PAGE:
Statins extend survival in heart failure

Cardiology Review® OnlineOctober 2004
Volume 21
Issue 10

TORONTO—Therapy with HMG-CoA reductase inhibitor drugs (statins) improves survival in patients with heart failure (HF) regardless of the etiology of the HF, according to two studies presented at the 8th Annual Scientific Meeting of the Heart Failure Society of America.

Retrospective data from the University of California, Los Angeles (UCLA) show an improvement in survival among patients with systolic HF who took statins compared with those who did not take statins, and the favorable effect of statins was observed in patients with either low or high total cholesterol levels, said Tamara Horwich, MD, cardiology fellow at UCLA, and lead investigator of the study.

Horwich and colleagues analyzed data on 473 patients with systolic HF of multiple etiologies who were evaluated at their clinic. Total cholesterol levels were measured at the time of initial referral. Statin therapy was defined as a statin begun prior to referral or started within 3 months of referral and continued throughout the study period.

Fifty-four percent of the patients were treated with a statin. Those on a statin were more likely to have coronary artery disease, hypertension, and diabetes.

In the total cohort, 1-year survival was 81% among the patients taking a statin compared with 67% for those not taking a statin. When adjusted for other variables, patients with total cholesterol of 162 mg/dL or less who were on a statin had a 48% reduction in mortality risk, and those with total cholesterol greater than 162 mg/dL who were on a statin had a 76% reduced risk.

Lower total cholesterol levels have been associated with impaired HF survival in previous studies, noted Dr. Horwich. “Even in low cholesterol, we saw continued advantage with a statin,” she said. “In our clinic, we have been using statins in HF of ischemic etiology.”

Nonlipid-lowering effects may explain the benefit in HF. Some of the potential mechanisms are inhibition of cardiac hypertrophy and remodeling, improvement of autonomic nervous system function, increased endothelial nitric oxide, improved endothelial function, and anti-inflammatory effects. Animal studies show improvements in left ventricular ejection fraction of 5% to 10% with simvastatin, she said.

In a second retrospective analysis presented here, higher cholesterol levels were associated with improved survival in patients with chronic HF, but only in those taking a statin, said Gad Cotter, MD.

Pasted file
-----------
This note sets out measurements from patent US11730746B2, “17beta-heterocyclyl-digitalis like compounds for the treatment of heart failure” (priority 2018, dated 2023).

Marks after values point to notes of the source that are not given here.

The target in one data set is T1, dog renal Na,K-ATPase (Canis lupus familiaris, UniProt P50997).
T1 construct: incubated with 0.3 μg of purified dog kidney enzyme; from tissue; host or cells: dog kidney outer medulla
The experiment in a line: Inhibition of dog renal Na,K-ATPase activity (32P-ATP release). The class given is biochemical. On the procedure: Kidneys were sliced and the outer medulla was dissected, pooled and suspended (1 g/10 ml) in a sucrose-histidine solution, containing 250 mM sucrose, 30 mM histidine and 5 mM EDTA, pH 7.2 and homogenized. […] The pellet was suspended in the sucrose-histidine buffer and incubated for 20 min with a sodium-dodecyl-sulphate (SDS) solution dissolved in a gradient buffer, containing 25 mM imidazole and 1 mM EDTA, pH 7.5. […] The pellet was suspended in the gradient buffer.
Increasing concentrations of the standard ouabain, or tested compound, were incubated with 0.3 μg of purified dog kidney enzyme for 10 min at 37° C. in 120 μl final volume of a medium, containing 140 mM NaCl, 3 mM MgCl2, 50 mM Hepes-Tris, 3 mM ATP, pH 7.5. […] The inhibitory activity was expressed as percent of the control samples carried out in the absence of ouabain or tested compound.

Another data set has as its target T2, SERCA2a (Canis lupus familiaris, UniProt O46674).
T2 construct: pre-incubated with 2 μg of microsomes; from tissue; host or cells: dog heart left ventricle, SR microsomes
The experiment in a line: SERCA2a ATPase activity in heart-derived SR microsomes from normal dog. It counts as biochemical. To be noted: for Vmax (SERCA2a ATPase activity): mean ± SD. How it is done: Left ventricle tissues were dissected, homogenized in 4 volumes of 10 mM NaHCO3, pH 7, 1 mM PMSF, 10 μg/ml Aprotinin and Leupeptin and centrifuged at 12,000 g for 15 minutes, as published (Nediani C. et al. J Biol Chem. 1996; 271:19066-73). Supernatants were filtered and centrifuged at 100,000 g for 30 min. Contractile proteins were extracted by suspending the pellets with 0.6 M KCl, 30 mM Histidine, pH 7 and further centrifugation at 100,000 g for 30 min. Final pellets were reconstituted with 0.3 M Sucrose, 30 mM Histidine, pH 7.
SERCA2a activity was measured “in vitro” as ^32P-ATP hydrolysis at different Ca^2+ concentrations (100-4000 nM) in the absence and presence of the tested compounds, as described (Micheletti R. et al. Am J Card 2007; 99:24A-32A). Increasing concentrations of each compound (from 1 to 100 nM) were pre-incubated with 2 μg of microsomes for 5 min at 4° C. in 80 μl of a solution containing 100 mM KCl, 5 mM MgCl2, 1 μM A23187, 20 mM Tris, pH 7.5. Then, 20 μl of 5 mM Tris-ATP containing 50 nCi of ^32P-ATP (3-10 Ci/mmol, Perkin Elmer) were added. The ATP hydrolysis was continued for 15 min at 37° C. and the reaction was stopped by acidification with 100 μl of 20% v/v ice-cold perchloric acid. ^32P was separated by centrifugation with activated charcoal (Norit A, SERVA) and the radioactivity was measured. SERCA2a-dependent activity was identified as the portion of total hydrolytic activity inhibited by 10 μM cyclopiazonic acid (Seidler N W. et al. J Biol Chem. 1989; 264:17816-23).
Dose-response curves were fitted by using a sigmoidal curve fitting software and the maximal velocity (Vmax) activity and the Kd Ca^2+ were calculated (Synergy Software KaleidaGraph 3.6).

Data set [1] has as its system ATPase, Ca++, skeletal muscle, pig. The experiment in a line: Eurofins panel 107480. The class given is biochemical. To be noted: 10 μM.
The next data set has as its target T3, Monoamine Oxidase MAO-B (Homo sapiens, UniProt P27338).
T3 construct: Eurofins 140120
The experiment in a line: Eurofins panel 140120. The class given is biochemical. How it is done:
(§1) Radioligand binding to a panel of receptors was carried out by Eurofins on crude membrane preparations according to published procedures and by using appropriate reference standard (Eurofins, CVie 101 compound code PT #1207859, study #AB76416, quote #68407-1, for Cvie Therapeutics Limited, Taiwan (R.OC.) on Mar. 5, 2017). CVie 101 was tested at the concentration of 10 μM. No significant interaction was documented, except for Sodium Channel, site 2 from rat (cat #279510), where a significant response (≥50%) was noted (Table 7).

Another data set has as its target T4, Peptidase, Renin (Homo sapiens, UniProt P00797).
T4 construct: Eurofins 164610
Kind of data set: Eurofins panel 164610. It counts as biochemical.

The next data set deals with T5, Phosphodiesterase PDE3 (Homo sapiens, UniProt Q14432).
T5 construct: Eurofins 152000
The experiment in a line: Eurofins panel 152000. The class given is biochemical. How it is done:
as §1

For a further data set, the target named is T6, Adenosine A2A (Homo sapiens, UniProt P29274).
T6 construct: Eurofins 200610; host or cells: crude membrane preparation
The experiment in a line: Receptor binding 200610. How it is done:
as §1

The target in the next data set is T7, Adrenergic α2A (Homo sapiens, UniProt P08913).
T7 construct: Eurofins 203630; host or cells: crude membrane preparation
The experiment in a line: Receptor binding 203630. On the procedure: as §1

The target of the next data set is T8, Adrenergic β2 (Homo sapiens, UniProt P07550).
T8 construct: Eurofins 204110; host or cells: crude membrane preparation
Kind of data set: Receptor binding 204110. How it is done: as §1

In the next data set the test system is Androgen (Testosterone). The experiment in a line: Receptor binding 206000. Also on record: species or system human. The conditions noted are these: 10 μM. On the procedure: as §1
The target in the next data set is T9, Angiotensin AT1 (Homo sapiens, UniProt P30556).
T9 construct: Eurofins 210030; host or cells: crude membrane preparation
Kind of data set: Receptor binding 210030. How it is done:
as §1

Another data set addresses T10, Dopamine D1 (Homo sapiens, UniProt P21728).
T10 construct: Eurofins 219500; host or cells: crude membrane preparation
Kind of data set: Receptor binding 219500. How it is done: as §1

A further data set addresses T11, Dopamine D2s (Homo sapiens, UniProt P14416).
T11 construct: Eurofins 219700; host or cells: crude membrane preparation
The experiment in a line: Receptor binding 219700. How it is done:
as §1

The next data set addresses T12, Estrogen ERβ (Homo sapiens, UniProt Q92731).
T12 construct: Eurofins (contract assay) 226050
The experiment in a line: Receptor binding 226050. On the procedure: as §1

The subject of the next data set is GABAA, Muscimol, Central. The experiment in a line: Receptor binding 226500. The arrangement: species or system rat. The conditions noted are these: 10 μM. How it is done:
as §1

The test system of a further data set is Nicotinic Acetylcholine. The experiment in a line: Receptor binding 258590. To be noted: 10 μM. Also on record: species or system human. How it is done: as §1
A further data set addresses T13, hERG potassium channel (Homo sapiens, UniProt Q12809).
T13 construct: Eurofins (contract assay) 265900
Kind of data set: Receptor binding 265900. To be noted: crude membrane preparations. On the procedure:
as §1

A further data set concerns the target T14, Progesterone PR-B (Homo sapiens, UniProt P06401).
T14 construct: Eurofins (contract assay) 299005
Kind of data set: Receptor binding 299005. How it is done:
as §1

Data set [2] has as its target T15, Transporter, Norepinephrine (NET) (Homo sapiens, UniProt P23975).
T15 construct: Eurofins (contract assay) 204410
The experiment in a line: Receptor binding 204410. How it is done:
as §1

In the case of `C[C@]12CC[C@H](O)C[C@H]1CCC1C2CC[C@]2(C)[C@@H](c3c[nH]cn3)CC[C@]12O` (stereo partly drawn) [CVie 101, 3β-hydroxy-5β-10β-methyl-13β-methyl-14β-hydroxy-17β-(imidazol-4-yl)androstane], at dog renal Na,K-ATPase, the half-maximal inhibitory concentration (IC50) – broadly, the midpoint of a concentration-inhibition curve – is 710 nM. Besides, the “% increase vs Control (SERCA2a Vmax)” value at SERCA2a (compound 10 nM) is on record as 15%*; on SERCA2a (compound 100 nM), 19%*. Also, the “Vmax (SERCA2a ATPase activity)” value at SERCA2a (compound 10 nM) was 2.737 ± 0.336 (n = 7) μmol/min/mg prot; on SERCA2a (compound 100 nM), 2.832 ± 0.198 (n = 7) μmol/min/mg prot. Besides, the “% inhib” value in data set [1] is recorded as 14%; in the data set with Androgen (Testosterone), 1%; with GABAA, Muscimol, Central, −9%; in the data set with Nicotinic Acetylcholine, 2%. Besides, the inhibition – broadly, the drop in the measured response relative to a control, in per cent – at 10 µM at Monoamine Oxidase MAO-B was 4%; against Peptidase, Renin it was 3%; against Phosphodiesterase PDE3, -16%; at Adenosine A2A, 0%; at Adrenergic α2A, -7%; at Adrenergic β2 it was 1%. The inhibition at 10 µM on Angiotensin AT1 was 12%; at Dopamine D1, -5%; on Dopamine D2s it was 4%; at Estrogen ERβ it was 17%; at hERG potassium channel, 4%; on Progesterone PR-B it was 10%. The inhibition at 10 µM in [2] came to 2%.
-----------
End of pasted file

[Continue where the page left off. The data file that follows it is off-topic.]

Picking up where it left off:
Cotter and co-investigators from Assaf-Harofeh Medical Center in Israel analyzed 807 patients from the placebo arm of a study designed to assess the efficacy of an endothelin antagonist in chronic HF. To be eligible, patients had to have New York Heart Association Functional Class IIIb-IV chronic HF despite optimal medical therapy, an ejection fraction less than 35%, and either hospitalization for HF in the previous 12 months or the ability to walk less than a 375-meter distance on the 6-minute walk test. Fifty-six percent of the patients received statins.

Having a cholesterol level above the median (193 mg/dL) was associated with decreased mortality, although this association became weaker as follow-up progressed to 130 weeks after study randomization. The survival benefit associated with higher baseline cholesterol was observed only in the patients taking statins, however. Statin treatment was associated with a 67% reduction in the risk of all-cause mortality (P < .001), and the risk reduction with statins became stronger over time, but statin treatment was paradoxically not correlated with readmission for HF, said Dr. Cotter, who is now an associate professor of medicine at Duke University in Durham, North Carolina.

Unlike the UCLA study, the effect of statins was more pronounced in patients with higher baseline cholesterol levels. In patients not receiving statin therapy, baseline cholesterol level had no effect on mortality. The beneficial effect of statins on outcome was equal in patients with HF of ischemic or nonischemic origin, he said.

“One of the problems is that there is no prospective, randomized study yet looking at statins in HF, and we’re awaiting the results of

the CORONA [Controlled Rosuvastatin Multinational Trial in Heart Failure] study to give us the definitive answer to this question,” said Dr. Cotter.

CORONA is a 3-year, randomized, double-blind study comparing the effects of rosuvastatin, 10 mg daily, with placebo in about 5,000 patients with chronic symptomatic systolic HF of ischemic etiology on the end points of overall survival and cardiovascular morbidity and mortality. Until the results of CORONA are known, Dr. Cotter said that he uses statin treatment in chronic HF patients with high cholesterol regardless of HF etiology.

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